In obesity, or when eating a lot of food in a short time, ghrelin levels tend to be fixed and low throughout the day. In these cases, the level of ghrelin never increases, but it also never decreases, even after meals, which makes the feeling of hunger remain constant, which can lead the person to eat more times throughout the day, facilitating the weight gain.
To maintain adequate ghrelin levels, helping with satiety and weight loss, diet and exercise are essential.For this, the help of a nutritionist or doctor in charge and a physical activity professional are important when you want a he althy, balanced weight loss, with a focus on changing eating habits and behavior. Find out the 10 reasons why you can't lose weight and what to do.
Relationship between ghrelin and leptin
Ghrelin and leptin are two hormones with different effects, which inform the brain about nutritional needs, being important for the balance between hunger and satiety, allowing weight maintenance.
While ghrelin increases the feeling of hunger, leptin does the opposite and stimulates satiety, causing you to stop eating. This means that when leptin levels increase, ghrelin levels decrease. Understand better what leptin is, why it is high and what to do.
Foods that inhibit ghrelin
Some types of food help to decrease the level of ghrelin in the blood, decreasing hunger and aiding in weight loss, such as:
- Foods rich in protein: of animal origin such as eggs, fish, chicken, milk, cheese and yogurt. Of vegetable origin such as beans, chickpeas, soy, lentils, peanuts, sesame, among others;
- Foods rich in fiber: fruits such as guava, persimmon, avocado and pear; vegetables such as kale, squash, lettuce and spinach; grains such as beans, chickpeas and peas; cereals such as brown rice, oatmeal, quinoa, whole-grain bread and pasta;
- Low-fat foods: vegetables like spinach, broccoli, arugula, kale, cabbage and others; fruits; beans and grains; sweet potato; mushrooms, garlic; white-fleshed fish such as halibut, tilapia and sea bass; skimmed milk; white cheeses (Minas cheese and buffalo mozzarella).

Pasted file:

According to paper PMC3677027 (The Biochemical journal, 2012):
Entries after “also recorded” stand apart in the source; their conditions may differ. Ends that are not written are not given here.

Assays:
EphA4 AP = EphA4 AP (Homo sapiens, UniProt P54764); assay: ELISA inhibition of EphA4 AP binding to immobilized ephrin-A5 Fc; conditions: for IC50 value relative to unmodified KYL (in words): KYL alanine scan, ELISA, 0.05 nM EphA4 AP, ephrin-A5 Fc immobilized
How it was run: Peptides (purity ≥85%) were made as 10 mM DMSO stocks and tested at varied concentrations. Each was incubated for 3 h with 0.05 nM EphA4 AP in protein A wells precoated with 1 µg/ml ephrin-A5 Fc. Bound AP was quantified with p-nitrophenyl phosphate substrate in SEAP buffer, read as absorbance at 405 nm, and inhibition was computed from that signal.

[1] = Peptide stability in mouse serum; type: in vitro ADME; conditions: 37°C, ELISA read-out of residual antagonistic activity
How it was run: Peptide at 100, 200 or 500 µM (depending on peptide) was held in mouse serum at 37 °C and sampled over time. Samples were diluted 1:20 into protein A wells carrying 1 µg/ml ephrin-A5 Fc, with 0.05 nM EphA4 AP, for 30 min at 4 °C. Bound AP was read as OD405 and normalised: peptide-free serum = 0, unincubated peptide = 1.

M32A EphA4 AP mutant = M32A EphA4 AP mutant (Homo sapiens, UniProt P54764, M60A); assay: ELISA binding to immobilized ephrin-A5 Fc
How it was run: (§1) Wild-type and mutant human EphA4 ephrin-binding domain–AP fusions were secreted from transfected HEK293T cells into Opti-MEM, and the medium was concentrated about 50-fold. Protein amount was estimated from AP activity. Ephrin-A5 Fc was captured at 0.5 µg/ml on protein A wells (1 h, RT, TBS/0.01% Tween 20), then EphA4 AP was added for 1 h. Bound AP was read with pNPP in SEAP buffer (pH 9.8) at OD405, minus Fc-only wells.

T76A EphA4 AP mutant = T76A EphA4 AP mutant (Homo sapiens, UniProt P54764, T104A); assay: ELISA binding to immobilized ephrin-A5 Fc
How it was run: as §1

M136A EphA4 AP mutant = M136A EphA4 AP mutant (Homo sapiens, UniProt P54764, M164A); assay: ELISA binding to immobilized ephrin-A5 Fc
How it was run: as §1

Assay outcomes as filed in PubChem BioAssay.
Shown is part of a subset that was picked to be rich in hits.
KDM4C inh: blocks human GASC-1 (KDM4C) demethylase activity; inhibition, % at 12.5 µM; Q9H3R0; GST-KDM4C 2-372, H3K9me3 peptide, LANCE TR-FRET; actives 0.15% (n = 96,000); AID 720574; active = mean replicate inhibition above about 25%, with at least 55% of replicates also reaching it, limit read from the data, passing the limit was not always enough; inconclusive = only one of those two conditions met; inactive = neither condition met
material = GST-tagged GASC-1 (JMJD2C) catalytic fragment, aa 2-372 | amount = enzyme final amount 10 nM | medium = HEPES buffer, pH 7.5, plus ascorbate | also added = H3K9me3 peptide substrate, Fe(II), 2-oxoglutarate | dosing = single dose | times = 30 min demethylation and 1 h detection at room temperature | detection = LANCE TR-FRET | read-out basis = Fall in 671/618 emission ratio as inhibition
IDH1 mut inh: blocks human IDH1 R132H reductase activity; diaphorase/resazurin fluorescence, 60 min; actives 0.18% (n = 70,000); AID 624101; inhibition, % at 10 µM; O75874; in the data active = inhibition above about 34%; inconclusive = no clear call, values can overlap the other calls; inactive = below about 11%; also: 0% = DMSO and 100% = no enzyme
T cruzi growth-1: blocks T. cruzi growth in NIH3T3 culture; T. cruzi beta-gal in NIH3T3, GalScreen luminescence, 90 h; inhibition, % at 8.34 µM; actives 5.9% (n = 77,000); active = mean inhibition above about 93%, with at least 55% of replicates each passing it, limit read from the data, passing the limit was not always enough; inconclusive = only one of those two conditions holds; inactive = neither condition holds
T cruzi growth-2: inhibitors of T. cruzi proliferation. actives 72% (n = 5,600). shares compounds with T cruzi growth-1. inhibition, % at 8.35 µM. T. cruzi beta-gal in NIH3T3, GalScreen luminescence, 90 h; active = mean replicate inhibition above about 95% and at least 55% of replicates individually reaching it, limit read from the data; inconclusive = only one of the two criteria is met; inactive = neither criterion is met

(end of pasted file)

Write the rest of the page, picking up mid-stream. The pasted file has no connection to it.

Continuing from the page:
- Foods low in carbohydrates: vegetables such as lettuce, spinach, watercress, broccoli, cauliflower and cucumber; fruits such as strawberry, kiwi, avocado, coconut, lemon, strawberry, blackberry, blueberry; teas; and fiber-rich foods such as oatmeal, whole grain bread, and brown rice.
In addition to the nutrients present in food, the daily consumption of oligofructose supplement, a fiber present in vegetables, increases the release of hormones that give satiety and decreases the release of ghrelin, helping to control hunger.
Foods that increase ghrelin
Some foods can also cause an increase in ghrelin and, therefore, should be avoided or consumed less frequently when you want to lose weight. These are:
- Foods low in protein: sugar, teas, coffee, sweets such as cakes and cookies, industrialized sauces such as mayonnaise, ketchup, salad dressings, fruit jams and jellies, breakfast cereal, rice, pasta such as pasta and pizza.
- Foods high in sugar: glucose syrup, refined sugar, fruit juice, isotonic drinks, milk chocolate, breakfast cereals, candied and candied fruits, industrialized cookies, industrialized sauces and others;
- Foods rich in fat: full-fat cheeses (cheese, mozzarella, etc.), whole milk and yogurt, beef, margarine, ice cream, French fries, pizza, among others.
In addition to some foods, fasting also naturally stimulates up to a 2-fold increase in the release of ghrelin in the blood, causing increased hunger.